The Ballycastle-Campbeltown route will be unique in that it will be the sole passenger-only ferry operator serving between the island of Ireland and the UK.

When the second route opens between Campbeltown-Troon, the company will be able to provide their boat service linked in with a train journey to Glasgow which they claim can be completed in less than two hours. Trains between Troon and Glasgow Central Station operate every 30 minutes and with a journey time of approximately 40 minutes.

For those who are car-free and time-free, this most northerly of travel routes is arguably the most scenic way to travel between Northern Ireland and Scotland and will appeal also to the intrepid traveler.

On both ferry services bicycles are carried for free and currently there is a special offer with all ferry tickets that can also be used for a free-day pass on the local Kintyre bus network for up to 24-hours. The bus operator is Craig of Campbeltown which trades as West Coast Motors and which owns Kintyre Express. The bus operator also serves on routes throughout Argyll and the island of Bute.

The next nearest cross-channel operator to the Kintyre Express Ballycastle-Campbeltown service is the car-carrying catamaran fast-ferry seasonal service between Larne and Troon operated by P&O (Irish Sea). The same company operates the year-round conventional car-ferry service on the North Channel between Larne and Cairnryan. Also operating to Loch Ryan is Stena Line which operates both ferry and HSS fast-craft services on the Belfast-Stranraer route.

Over the years there have been several attempts to revive the ferry between Ballycastle and Campeltown following a service that catered for vehicles too. For three summer seasons starting in 1997 the service was operated by the Argyll and Antrim Steam Packet Company, using the Claymore (1978/1,632grt) which could accommodate 500 passengers and 50 vehicles.

In 1996 the vessel was chartered to carry out tender duties for visitors and crew of the aircraft-carrier USS John F. Kennedy (displacement 82,655 tons full load) which was at anchor off Dun Laoghaire Harbour.

Published in Ports & Shipping

Marine Wildlife Around Ireland One of the greatest memories of any day spent boating around the Irish coast is an encounter with marine wildlife.  It's a thrill for young and old to witness seabirds, seals, dolphins and whales right there in their own habitat. As boaters fortunate enough to have experienced it will testify even spotting a distant dorsal fin can be the highlight of any day afloat.  Was that a porpoise? Was it a whale? No matter how brief the glimpse it's a privilege to share the seas with Irish marine wildlife.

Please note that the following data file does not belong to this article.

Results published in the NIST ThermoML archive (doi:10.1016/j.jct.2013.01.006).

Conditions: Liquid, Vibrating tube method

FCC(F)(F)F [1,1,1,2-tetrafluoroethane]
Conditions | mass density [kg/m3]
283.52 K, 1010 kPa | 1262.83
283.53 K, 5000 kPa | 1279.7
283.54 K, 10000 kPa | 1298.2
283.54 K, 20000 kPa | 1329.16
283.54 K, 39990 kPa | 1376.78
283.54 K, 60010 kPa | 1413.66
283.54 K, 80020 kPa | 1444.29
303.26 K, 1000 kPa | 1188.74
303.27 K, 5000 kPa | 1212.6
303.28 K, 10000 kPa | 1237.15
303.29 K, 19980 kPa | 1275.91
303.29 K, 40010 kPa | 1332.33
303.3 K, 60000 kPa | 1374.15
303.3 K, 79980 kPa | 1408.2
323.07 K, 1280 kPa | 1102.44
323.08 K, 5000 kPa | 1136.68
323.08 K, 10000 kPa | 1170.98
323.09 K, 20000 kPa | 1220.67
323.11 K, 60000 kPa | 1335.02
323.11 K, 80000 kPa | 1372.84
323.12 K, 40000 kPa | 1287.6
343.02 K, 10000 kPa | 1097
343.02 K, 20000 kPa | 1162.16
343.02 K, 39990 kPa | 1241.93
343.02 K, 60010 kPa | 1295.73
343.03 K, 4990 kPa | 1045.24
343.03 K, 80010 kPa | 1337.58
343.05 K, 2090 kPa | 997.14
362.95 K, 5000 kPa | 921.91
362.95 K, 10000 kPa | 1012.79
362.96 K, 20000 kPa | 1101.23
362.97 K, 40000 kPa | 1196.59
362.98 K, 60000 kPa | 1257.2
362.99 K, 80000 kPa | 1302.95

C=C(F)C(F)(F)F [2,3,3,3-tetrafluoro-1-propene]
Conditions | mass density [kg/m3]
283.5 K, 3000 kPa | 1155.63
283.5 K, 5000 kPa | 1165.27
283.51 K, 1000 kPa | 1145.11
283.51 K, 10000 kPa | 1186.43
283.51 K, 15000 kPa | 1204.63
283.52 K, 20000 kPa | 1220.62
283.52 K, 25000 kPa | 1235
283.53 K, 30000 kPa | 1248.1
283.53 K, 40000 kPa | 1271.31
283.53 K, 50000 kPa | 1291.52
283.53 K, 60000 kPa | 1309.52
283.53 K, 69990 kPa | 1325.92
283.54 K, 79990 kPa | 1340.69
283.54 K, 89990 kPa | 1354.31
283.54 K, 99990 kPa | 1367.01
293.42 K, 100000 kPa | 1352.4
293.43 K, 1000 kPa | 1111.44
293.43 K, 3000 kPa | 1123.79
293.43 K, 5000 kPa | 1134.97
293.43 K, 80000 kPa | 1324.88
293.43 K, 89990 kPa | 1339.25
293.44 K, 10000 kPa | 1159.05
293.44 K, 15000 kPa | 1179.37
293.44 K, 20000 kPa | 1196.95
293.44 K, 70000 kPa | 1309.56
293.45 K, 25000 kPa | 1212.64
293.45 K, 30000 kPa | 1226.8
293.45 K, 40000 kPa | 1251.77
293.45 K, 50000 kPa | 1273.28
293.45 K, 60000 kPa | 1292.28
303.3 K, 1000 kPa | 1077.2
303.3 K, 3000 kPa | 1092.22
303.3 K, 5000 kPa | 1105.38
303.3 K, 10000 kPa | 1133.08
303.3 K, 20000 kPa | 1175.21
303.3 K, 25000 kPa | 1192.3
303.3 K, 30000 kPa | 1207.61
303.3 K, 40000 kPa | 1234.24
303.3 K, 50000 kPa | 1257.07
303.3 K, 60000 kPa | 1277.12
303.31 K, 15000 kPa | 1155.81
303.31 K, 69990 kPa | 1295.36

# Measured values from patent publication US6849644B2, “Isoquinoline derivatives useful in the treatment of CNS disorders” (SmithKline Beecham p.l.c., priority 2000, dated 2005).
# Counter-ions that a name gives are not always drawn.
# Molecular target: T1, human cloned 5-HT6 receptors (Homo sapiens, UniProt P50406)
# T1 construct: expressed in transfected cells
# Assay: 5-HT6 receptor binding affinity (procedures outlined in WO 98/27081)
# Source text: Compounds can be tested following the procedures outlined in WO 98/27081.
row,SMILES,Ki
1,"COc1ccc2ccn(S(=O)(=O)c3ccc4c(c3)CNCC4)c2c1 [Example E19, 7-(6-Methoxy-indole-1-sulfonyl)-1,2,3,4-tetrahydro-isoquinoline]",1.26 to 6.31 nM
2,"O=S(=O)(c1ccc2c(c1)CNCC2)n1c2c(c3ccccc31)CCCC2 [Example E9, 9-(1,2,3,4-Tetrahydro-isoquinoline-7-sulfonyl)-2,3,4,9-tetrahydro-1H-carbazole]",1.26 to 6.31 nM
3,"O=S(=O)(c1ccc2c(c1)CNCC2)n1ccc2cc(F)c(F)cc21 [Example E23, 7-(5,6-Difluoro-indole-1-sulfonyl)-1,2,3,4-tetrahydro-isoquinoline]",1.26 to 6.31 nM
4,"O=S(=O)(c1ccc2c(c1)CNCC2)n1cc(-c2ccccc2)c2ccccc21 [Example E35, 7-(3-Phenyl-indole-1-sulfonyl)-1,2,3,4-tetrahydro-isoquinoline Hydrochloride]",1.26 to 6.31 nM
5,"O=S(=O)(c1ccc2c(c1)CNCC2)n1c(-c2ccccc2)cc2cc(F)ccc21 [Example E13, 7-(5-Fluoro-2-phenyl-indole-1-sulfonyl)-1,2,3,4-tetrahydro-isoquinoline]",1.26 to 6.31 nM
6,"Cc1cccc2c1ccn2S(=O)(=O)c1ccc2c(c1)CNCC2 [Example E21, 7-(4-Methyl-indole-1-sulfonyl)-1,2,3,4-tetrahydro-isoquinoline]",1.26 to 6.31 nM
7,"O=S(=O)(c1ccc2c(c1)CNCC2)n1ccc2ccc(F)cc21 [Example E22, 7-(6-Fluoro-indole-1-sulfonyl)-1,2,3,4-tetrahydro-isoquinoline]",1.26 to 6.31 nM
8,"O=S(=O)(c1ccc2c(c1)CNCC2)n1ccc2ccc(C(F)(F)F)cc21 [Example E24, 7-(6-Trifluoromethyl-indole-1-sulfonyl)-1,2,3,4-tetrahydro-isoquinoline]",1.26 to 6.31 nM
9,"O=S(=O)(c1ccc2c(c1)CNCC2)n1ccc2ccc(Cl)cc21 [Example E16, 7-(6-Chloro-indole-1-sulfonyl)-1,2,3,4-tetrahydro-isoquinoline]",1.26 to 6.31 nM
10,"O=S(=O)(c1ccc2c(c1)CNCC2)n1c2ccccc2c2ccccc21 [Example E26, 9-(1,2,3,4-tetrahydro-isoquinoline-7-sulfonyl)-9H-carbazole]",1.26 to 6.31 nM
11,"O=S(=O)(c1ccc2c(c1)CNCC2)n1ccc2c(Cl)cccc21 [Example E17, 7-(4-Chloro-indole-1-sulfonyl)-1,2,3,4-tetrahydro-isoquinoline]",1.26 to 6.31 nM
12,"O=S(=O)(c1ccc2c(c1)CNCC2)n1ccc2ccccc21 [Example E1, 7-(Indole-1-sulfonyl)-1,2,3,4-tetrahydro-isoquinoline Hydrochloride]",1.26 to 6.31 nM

Thanks to the location of our beautiful little island, perched in the North Atlantic Ocean there appears to be no shortage of marine life to observe.

From whales to dolphins, seals, sharks and other ocean animals this page documents the most interesting accounts of marine wildlife around our shores. We're keen to receive your observations, your photos, links and youtube clips.

Boaters have a unique perspective and all those who go afloat, from inshore kayaking to offshore yacht racing that what they encounter can be of real value to specialist organisations such as the Irish Whale and Dolphin Group (IWDG) who compile a list of sightings and strandings. The IWDG knowledge base has increased over the past 21 years thanks in part at least to the observations of sailors, anglers, kayakers and boaters.

Thanks to the IWDG work we now know we share the seas with dozens of species who also call Ireland home. Here's the current list: Atlantic white-sided dolphin, beluga whale, blue whale, bottlenose dolphin, common dolphin, Cuvier's beaked whale, false killer whale, fin whale, Gervais' beaked whale, harbour porpoise, humpback whale, killer whale, minke whale, northern bottlenose whale, northern right whale, pilot whale, pygmy sperm whale, Risso's dolphin, sei whale, Sowerby's beaked whale, sperm whale, striped dolphin, True's beaked whale and white-beaked dolphin.

But as impressive as the species list is the IWDG believe there are still gaps in our knowledge. Next time you are out on the ocean waves keep a sharp look out!